Massage & Bodywork

MAY | JUNE 2016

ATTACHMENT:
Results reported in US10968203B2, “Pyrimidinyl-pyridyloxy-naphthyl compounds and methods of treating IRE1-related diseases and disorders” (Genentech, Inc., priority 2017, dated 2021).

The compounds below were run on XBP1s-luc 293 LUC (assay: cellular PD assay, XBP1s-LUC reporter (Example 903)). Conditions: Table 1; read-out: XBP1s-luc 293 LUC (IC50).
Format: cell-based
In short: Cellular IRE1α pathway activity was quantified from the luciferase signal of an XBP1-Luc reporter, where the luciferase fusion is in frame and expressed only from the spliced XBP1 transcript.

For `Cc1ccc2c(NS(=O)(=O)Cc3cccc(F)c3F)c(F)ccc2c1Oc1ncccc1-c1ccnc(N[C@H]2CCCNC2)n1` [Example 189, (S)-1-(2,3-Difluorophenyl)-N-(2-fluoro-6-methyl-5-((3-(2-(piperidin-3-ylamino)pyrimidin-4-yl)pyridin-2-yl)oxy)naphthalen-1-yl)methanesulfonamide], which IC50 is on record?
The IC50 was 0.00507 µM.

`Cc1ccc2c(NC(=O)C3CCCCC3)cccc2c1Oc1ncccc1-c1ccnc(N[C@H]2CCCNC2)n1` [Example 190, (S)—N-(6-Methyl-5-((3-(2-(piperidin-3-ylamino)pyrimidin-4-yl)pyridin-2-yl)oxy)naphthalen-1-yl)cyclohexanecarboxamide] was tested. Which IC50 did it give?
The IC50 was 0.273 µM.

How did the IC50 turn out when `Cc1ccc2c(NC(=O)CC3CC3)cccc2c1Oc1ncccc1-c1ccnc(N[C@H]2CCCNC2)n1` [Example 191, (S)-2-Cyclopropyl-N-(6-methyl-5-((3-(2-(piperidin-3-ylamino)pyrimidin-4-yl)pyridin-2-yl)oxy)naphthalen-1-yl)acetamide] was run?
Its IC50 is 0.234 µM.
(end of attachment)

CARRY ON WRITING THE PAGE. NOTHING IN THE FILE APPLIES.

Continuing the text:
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110 m a s s a g e & b o d y w o r k m a y / j u n e 2 0 1 6 MYOFASCIAL TECHNIQUES variation of grasping, lifting, and gently shearing the iliotibial tract anteriorly and posteriorly. Whichever approach you use, take your time, working all around the lateral leg, from the hip all the way past the knee, keeping in mind that you are stimulating and refining the sensitivity of one our body's many important sensory structures. Notes 1. John Fairclough et al., "The Functional Anatomy of the Iliotibial Band During Flexion and Extension of the Knee: Implications for Understanding Iliotibial Band Syndrome," Journal of Anatomy 208, no. 3 (March 2006): 309–16. 2. M. P. van der Worp et al., "Iliotibial Band Syndrome in Runners: A Systematic Review," Sports Medicine 42, no. 11 (November 1, 2012): 969–92; J. Shamus and E. Shamus, "The Management of Iliotibial Band Syndrome with a Multifaceted Approach: A Double Case Report," International Journal of Sports Physical Therapy 10, no. 3 (June 2015): 378–90. 3. Paul Ingraham,, "Don't Stretch Your IT Band!," Accessed March 2016, www.painscience. com/articles/iliotibial-band-syndrome-stretch.php; Greg Lehman, "The Mechanical Case Against Foam Rolling Your IT Band. It Can Not Lengthen and It is NOT Tight," accessed March 2016, www.greglehman. ca/2012/03/17/stop-foam-rolling-your-it-band-it- can-not-lengthen-and-it-is-not-tight/; E. C. Falvey et al., "Iliotibial Band Syndrome: An Examination of the Evidence Behind a Number of Treatment Options," Scandinavian Journal of Medicine & Science in Sports 20, no. 4 (August 2010): 580–7. 4. H. Chaudhry et al., "Three-Dimensional Mathematical Model for Deformation of Human Fasciae in Manual Therapy," Journal of the American Osteopathic Association 108, no. 8 (August 2008): 379–90. 5. Carl Valle,, "Foam Rolling— Evidence Based Results?" accessed March 2016, 6. Robert Schleip, "Fascial Plasticity—A New Neurobiological Explanation," Journal of Bodywork and Movement Therapies 7, no. 1 (January 2003): 11–19; L. Yahia et al., "Sensory Innervation of Human Thoracolumbar Fascia," Acta Orthopaedica Scandinavica 63, no. 2 (April 1992): 195–97. Watch Til Luchau's technique videos and read his past articles in Massage & Bodywork's digital edition, available at,, and on's Facebook page. 7. John Fairclough et al., "Is Iliotibial Band Syndrome Really a Friction Syndrome?," Journal of Science & Medicine in Sport 10, no. 2 (April 2007): 74–6; discussion 77–8. 8. Frankie M. Griffin, Giles R. Scuderi, and John N. Insall, "Lateral Release for Fixed-Valgus Deformity," in Knee Arthroplasty Handbook, eds. Giles R. Scuderi and Alfred J. Tria, Jr. (New York, New York: Springer, 2006): 41–56. Til Luchau is a Certified Advanced Rolfer, the author of Advanced Myofascial Techniques (Handspring Publishing, 2016) and a member of the faculty, which offers distance learning and in-person seminars throughout North America and abroad. Contact him via and's Facebook page. "Iliotibial Tract Technique" Key Points: Iliotibial Tract Technique Indications • Restricted hip adduction • Hip pain in side-lying positions (sometimes related to greater trochanter bursa irritation) • Local pain after direct trauma and injury to the lateral leg • Knee injuries (the ITB can be damaged along with the lateral collateral ligaments and other structures of the knee) • Knee strain and misalignment, particularly valgus (knock-knee) patterns (the iliotibial tract is sometimes cut by surgeons as a treatment for genu valgum) 8 • Iliotibial band syndrome (ITBS) Purpose • Refine proprioceptive and sensory function of the fascia lata, ITB, and lateral leg • Increase tissue elasticity and differentiation Instructions (Described in the text) Movements • Active knee or hip flexion Homework • Relaxing onto a foam roller under the ITB, with attention to sensation, breath, and relaxation • One-legged balance activities, with awareness of ITB sensation and function For More Learning • "Pelvis, Hip & Sacrum, Parts I & II" and "Knee Issues, Part I" in the Advanced Myofascial Techniques series of workshops and video courses In the Iliotibial Tract Technique, the practitioner uses a slow, patient, and gentle touch to increase tissue layer differentiation and refine proprioceptive acuity. Image courtesy 5

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